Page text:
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The fisherman and his friend (1)

In the northern parts of Tzu-chou there lived a man named Hsu, a fisherman by trade. Every night when he went to fish he would carry some wine with him, and drink and fish by turns, always taking care to pour out a libation on the ground, accompanied by the following invocation -- "Drink too, ye drowned spirits of the river !" Such was his regular custom; and it was also noticeable that, even on occasions when the other fishermen caught nothing, he always got a full basket.

One night, as he was sitting drinking by himself, a young man suddenly appeared and began walking up and down near him. Hsu offered him a cup of wine, which was readily accepted, and they remained chatting together throughout the night, Hsu mean- while not catching a single fish. However, just as he was giving up all hope of doing anything, the young man rose and said he would go a little way down the stream and beat them up towards Hsu, which he accordingly did, returning in a few minutes and warning him to be on the lookout. Hsu now heard a noise like that of a shoal coming up the stream, and, casting his net, made a splendid haul, -- all that he caught being over a foot in length.

Greatly delighted, he now prepared to go home, first offering his companion a share of the fish, which the latter declined, saying that he had often received kindnesses from Mr. Hsu, and that he would be only too happy to help him regularly in the same manner if Mr. Hsu would accept his assistance. The latter replied that he did not recollect ever meeting him before, and that he should be much obliged for any aid the young man might choose to afford him; regretting, at the same time, his inability to make him any adequate return. He then asked the young man his name and surname; and the young man said his surname was Wang, adding that Hsu might address him when they met as Wang Liu-lang, he having no other name. Thereupon they parted, and the next day Hsu sold his fish and bought some more wine, with which he repaired as usual to the riverbank. There he found his companion already awaiting him, and they spent the night together in precisely the same way as the preceding one, the young man beating up the fish for him as before.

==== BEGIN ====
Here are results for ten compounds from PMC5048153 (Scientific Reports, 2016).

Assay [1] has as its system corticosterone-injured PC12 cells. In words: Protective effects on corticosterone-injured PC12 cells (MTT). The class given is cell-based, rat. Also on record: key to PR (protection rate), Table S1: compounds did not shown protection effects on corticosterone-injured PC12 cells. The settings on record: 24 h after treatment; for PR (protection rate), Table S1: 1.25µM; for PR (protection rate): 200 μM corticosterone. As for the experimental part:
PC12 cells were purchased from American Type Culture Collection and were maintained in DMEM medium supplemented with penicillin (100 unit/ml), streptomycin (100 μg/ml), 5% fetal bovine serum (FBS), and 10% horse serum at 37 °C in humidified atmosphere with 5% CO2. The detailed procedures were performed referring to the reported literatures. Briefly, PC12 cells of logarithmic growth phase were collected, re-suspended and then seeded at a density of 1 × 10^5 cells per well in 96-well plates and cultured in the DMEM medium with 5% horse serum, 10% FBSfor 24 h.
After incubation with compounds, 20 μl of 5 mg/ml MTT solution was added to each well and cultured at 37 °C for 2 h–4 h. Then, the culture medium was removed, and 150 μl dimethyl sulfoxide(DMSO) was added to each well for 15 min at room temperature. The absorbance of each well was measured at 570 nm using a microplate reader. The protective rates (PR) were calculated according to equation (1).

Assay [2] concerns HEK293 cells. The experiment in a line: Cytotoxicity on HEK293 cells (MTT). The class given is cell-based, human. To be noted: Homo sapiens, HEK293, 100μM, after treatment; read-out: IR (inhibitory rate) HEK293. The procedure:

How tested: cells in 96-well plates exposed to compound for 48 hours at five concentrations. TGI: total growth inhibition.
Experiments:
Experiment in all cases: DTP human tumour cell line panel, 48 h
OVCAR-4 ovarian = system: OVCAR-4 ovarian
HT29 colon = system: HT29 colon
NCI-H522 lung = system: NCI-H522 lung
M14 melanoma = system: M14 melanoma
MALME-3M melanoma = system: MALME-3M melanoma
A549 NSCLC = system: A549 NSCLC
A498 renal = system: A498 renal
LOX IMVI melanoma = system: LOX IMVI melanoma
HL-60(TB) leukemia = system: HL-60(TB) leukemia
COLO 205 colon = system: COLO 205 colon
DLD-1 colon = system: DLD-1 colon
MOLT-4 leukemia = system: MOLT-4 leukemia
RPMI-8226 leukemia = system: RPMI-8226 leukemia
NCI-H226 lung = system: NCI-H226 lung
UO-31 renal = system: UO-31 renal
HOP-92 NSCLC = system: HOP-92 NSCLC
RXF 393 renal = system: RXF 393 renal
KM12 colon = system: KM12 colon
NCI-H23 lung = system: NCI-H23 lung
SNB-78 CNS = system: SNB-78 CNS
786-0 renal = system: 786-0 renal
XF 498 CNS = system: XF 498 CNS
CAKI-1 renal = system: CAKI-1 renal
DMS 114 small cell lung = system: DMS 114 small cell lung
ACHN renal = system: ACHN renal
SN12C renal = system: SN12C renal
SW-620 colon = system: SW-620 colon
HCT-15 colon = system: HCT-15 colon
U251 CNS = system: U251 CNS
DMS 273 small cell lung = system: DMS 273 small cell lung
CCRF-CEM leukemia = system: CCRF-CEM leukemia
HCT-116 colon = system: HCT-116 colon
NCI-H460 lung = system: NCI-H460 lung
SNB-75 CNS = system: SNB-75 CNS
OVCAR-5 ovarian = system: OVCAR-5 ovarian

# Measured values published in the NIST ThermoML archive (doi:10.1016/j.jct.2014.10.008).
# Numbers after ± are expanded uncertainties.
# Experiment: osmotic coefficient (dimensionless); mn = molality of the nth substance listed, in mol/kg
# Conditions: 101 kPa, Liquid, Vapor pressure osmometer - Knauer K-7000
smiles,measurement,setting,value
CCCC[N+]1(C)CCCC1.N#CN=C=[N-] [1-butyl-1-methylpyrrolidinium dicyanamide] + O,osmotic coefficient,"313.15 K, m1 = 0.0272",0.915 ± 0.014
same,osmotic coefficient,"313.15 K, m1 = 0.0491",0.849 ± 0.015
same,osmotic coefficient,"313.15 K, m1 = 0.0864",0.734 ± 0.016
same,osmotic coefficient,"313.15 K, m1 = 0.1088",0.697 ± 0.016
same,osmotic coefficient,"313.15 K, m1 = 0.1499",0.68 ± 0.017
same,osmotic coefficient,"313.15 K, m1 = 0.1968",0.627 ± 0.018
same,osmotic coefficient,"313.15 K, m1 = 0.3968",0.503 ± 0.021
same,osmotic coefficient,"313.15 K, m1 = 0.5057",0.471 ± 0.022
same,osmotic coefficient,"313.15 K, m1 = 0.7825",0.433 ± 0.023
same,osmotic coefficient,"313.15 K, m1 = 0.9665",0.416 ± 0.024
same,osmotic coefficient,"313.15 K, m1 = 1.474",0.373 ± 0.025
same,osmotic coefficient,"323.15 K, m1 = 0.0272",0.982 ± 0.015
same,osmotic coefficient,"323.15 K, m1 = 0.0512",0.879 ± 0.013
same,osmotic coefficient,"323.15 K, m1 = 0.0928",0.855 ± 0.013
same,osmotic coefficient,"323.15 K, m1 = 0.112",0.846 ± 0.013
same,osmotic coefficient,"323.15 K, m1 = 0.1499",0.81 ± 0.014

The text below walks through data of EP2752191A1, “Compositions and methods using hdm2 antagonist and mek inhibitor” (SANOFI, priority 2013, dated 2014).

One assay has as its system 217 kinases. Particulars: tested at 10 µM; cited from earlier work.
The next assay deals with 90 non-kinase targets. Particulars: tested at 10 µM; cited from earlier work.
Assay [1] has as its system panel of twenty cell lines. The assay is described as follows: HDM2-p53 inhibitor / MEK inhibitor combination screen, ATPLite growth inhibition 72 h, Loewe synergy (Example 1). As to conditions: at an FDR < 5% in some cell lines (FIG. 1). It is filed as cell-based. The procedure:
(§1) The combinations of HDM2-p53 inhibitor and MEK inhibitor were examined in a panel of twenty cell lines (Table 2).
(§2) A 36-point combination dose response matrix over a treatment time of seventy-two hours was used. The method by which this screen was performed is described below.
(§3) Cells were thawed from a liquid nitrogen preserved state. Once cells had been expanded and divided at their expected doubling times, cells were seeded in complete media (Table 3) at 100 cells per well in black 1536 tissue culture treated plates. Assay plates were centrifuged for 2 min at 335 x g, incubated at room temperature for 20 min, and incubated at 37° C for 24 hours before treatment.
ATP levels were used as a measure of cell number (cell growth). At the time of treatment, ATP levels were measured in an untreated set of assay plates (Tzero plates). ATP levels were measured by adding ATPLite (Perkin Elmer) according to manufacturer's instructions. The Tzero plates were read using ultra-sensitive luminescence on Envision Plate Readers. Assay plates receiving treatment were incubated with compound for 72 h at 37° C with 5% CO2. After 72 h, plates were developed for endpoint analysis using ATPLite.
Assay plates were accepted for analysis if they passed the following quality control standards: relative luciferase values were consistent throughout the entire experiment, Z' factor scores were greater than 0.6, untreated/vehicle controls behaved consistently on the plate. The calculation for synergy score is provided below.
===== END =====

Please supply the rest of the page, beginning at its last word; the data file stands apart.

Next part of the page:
This went on for some months, until at length one evening the young man, with many expressions of his thanks and his regrets, told Hsu that they were about to part for ever. Much alarmed by the melancholy tone in which his friend had communicated this news, Hsu was on the point of asking for an explanation, when the young man stopped him, and himself proceeded as follows : -- "The friendship that has grown up between us is truly surprising; and, now that we shall meet no more, there is no harm in telling you the whole truth. I am a disembodied spirit -- the soul of one who was drowned in this river when tipsy. I have been here many years, and your former success in fishing was due to the fact that I used secretly to beat up the fish towards you, in return for the libations you were accustomed to pour out. Tomorrow my time is up : my substitute will arrive, and I shall be born again in the world of mortals. We have but this one evening left, and I therefore take advantage of it to express my feelings to you."

On hearing these words, Hsu was at first very much alarmed; however, he had grown so accustomed to his friend's society, that his fears soon passed away; and, filling up a goblet, he said, with a sigh, "Liu-lang, old fellow, drink this up, and away with melancholy. It's hard to lose you; but I'm glad enough for your sake, and won't think of my own sorrow." He then inquired of Liu-lang who was to be his substitute; to which the latter replied, "Come to the riverbank tomorrow afternoon and you'll see a woman drowned : she is the one." Just then the village cocks began to crow, and, with tears in their eyes, the two friends bade each other farewell.

Next day Hsu waited on the riverbank to see if anything would happen, and a woman carrying a child in her arms came along. When close to the edge of the river, she stumbled and fell into the water, managing, however, to throw the child safely on to the bank, where it lay kicking and sprawling and crying at the top of its voice. The woman herself sank and rose several times, until at last she succeeded in clutching hold of the bank and pulled herself, dripping, out; and then, after resting awhile, she picked up the child and went on her way.

All this time Hsu had been in a great state of excitement, and was on the point of running to help the woman out of the water; but he remembered that she was to be the substitute of his friend, and accordingly restrained himself from doing so. Then when he saw the woman get out by herself, he began to suspect that Liu-lang's words had not been fulfilled.

That night he went to fish as usual, and before long the young man arrived and said, "We meet once again: there is no need now to speak of separation." Hsu asked him how it was so; to which he replied, "The woman you saw had already taken my place, but I could not bear to hear the child cry, and I saw that my one life would be purchased at the expense of their two lives, where- fore I let her go, and now I cannot say when I shall have another chance. The union of our destinies may not yet be worked out."

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